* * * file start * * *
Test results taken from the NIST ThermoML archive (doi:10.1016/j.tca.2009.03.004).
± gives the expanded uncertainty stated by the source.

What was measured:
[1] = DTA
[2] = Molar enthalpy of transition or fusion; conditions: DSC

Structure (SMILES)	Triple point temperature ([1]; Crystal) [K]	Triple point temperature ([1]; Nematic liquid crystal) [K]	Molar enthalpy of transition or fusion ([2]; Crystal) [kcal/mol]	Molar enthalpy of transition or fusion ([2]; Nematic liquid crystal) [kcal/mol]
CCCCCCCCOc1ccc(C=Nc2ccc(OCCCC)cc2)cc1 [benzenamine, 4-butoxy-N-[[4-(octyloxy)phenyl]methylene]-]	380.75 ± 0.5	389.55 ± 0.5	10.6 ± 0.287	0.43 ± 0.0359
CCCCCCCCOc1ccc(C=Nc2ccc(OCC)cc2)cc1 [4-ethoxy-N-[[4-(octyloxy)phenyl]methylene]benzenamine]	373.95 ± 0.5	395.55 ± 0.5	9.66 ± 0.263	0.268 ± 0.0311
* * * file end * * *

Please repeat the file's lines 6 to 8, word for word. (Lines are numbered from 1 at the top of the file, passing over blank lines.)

Structure (SMILES)	Triple point temperature ([1]; Crystal) [K]	Triple point temperature ([1]; Nematic liquid crystal) [K]	Molar enthalpy of transition or fusion ([2]; Crystal) [kcal/mol]	Molar enthalpy of transition or fusion ([2]; Nematic liquid crystal) [kcal/mol]
CCCCCCCCOc1ccc(C=Nc2ccc(OCCCC)cc2)cc1 [benzenamine, 4-butoxy-N-[[4-(octyloxy)phenyl]methylene]-]	380.75 ± 0.5	389.55 ± 0.5	10.6 ± 0.287	0.43 ± 0.0359
CCCCCCCCOc1ccc(C=Nc2ccc(OCC)cc2)cc1 [4-ethoxy-N-[[4-(octyloxy)phenyl]methylene]benzenamine]	373.95 ± 0.5	395.55 ± 0.5	9.66 ± 0.263	0.268 ± 0.0311